Thousands had marched to the football stadium in downtown Conakry on Monday to protest against Guinea's military junta. Nearly 160 people paid for that show of dissent with their lives, it emerged yesterday, some gunned down in a hail of bullets, other skewered by bayonets as they tried to flee or rescue the women being raped by soldiers in the stands.
As the full scale of the massacre became known, condemnation poured in from around the world. France, the country's former colonial ruler, suspended military aid and the African Union threatened sanctions. The French also called an emergency EU meeting for today to discuss punishing those individuals behind the "savage and bloody" repression.
An estimated 50,000 people had defied a ban on rallies and joined an opposition protest against the rule of Captain Moussa Dadis Camara, who seized power in a bloodless coup in December. The military ruler had promised not to stand in elections in January but rumours that he would contest them after all prompted the democracy rally.
Citing hospital sources, Thierno Maadjou Sow, president of the Guinean Human Rights Organisation, told Reuters that at least 157 people had been killed and 1,253 injured in the violence. But, amid reports that the security forces had swept corpses from the streets, Mr Sow said that his organisation's death toll only included those people whose bodies had been brought to the city's overwhelmed hospitals.
Witnesses recounted how security forces fired indiscriminately into the crowd just after noon on Monday. "Our [opposition] leaders didn't even have a chance to speak. I saw the armed men shooting directly into the crowds and shooting in the air – there was tear gas and gunshots and total panic; we ran for our lives," one witness told Human Rights Watch.
There were also reports of soldiers using knives and bayonets to finish off those protesters who had dodged the bullets, as well as female demonstrators being raped and sexually assaulted. "They were raping women in broad daylight," opposition activist Moctar Diallo told Radio France International. "Women were stripped naked. The soldiers were putting their rifles in the vaginas of these women ... I saw this myself."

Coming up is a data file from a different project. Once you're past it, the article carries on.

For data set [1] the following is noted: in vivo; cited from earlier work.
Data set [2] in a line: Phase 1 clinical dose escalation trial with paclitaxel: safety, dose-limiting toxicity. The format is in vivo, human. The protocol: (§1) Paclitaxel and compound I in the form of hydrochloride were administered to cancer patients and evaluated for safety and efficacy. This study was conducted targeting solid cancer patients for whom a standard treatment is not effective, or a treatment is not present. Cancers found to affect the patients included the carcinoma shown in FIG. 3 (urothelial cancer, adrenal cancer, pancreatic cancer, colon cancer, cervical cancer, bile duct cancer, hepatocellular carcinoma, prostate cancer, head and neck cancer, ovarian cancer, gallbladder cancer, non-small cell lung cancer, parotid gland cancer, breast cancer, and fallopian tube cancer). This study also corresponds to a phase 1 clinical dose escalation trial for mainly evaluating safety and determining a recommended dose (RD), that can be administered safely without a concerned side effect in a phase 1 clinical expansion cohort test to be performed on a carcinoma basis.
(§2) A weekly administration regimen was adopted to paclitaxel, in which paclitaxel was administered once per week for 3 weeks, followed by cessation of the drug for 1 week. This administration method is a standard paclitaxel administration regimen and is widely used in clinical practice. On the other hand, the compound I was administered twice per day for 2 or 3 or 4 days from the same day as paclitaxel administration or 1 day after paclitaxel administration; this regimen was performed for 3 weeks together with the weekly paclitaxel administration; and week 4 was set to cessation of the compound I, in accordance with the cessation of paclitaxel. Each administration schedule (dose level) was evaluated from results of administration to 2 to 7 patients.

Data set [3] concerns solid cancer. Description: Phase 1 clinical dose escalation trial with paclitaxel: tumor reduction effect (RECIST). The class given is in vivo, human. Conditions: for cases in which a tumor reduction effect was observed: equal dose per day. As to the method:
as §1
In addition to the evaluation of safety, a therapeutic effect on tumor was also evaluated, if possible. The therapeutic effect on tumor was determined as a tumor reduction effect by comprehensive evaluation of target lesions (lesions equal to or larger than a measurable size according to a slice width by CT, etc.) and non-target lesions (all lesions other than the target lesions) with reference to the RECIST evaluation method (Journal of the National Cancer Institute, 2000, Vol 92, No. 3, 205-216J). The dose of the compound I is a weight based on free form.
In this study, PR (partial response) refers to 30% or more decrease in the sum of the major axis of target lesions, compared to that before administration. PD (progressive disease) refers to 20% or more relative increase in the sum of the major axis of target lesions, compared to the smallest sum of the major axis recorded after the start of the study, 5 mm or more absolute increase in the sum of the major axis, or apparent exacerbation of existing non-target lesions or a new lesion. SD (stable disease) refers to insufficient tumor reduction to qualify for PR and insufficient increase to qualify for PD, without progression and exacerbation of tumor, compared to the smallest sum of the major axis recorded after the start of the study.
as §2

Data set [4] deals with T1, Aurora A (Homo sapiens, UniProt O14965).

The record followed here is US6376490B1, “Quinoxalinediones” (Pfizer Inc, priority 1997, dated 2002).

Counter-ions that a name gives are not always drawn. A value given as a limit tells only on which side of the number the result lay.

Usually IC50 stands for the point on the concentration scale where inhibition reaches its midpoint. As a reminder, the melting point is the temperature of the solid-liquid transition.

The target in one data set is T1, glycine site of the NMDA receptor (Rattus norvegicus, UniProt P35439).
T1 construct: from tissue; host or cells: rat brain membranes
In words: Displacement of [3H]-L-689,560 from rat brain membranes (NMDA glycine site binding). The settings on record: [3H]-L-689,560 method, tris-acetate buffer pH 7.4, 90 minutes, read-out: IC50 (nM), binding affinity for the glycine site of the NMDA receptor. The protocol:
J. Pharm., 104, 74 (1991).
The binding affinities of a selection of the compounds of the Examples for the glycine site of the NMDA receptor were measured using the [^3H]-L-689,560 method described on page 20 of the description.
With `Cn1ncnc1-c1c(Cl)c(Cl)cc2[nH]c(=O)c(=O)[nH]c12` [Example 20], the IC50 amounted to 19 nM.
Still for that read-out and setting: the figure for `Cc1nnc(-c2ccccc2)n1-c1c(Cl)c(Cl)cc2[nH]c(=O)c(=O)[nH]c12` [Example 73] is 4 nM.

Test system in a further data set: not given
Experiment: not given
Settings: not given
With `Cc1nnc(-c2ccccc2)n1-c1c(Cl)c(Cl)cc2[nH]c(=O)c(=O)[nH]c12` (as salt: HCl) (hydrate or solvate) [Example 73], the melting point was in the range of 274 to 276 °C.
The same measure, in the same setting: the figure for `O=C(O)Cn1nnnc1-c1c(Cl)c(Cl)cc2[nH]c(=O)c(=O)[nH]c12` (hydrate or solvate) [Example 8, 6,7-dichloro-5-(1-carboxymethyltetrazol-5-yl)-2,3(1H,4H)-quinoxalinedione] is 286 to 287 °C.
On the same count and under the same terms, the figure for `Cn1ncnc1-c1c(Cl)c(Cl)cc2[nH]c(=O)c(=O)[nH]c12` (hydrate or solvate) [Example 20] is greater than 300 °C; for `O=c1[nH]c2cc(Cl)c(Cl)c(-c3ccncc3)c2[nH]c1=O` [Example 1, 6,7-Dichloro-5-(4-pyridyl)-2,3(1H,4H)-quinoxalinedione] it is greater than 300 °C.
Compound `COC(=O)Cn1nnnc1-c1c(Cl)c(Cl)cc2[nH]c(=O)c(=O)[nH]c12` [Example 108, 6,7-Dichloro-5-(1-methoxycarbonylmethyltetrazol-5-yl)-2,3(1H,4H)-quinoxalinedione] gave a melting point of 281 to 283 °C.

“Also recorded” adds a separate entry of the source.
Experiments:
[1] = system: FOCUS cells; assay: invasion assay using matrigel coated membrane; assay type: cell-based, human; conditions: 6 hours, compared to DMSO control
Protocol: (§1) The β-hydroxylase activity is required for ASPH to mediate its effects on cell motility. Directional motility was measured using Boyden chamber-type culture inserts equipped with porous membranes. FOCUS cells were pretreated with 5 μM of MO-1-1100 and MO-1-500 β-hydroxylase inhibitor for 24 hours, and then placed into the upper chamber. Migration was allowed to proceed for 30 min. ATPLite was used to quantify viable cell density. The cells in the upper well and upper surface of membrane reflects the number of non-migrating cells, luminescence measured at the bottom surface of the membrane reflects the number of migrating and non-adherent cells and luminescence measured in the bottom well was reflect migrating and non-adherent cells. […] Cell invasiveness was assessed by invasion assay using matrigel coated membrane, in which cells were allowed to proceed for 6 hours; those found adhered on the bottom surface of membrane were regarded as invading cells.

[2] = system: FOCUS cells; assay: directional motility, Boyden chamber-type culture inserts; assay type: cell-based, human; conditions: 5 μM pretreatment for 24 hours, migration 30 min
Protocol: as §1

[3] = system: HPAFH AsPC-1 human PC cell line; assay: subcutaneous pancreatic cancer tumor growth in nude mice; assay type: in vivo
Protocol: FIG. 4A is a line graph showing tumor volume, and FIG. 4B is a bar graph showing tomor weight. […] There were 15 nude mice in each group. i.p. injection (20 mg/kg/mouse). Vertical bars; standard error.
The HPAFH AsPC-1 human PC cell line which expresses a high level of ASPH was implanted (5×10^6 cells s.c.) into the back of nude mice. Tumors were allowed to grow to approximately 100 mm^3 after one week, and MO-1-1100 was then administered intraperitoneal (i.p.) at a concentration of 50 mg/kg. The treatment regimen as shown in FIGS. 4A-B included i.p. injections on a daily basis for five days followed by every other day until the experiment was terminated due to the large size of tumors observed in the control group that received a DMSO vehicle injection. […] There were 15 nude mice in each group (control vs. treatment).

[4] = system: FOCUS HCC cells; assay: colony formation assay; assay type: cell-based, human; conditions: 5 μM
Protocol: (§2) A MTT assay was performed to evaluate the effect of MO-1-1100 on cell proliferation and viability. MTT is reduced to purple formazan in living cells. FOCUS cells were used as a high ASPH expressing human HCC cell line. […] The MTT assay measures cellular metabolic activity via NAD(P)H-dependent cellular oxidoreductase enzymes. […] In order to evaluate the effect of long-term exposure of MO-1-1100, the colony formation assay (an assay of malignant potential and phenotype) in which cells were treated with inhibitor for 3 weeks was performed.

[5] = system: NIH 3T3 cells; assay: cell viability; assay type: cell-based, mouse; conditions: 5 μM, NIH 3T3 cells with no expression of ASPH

Despite members of his red beret-wearing presidential guard being involved in Monday's bloodbath, Captain Camara shrugged off accusations of culpability, saying the security forces were beyond his control.
"I am very sorry," the junta leader told Radio France International. "This clash did not take place because of me... Those people who committed those atrocities were uncontrollable elements in the military. Even I, as head of state in this very tense situation, cannot claim to be able to control those elements in the military."
A later government statement noted that "according to preliminary investigations, most of the innocent victims died as a result of being crushed in the crowd."
Mr Diallo called on the military ruler to stand down. "The people of Guinea want him to leave," he said. "It's not about whether [he] runs or not in next year's election. He needs to go now."
Corinne Dufka, a West Africa expert at Human Rights Watch, said the slaughter was "shocking even by the abusive standards of Guinea's coup government". The military junta had pledged to break with Guinea's abusive past, she said; "but these deadly acts of repression and excessive use of force show how empty those promises were".
Captain Camara was unknown outside military circles until last December. Six hours after the death of the dictator Lansana Conté was announced, he broke into the state broadcaster, went on air and declared a coup d'etat.
After a quarter of a century of President Conté's rule, Guineans embraced the young captain and tuned in to the so-called Dadis show to see him name and shame drug barons, humiliate corrupt officials and interrogate the henchmen of the toppled authoritarian regime on television.
But the novelty value wore off, thanks to his unkept promises. First he delayed elections until 2010 and then appeared to renege on a pledge to stay out of the race.
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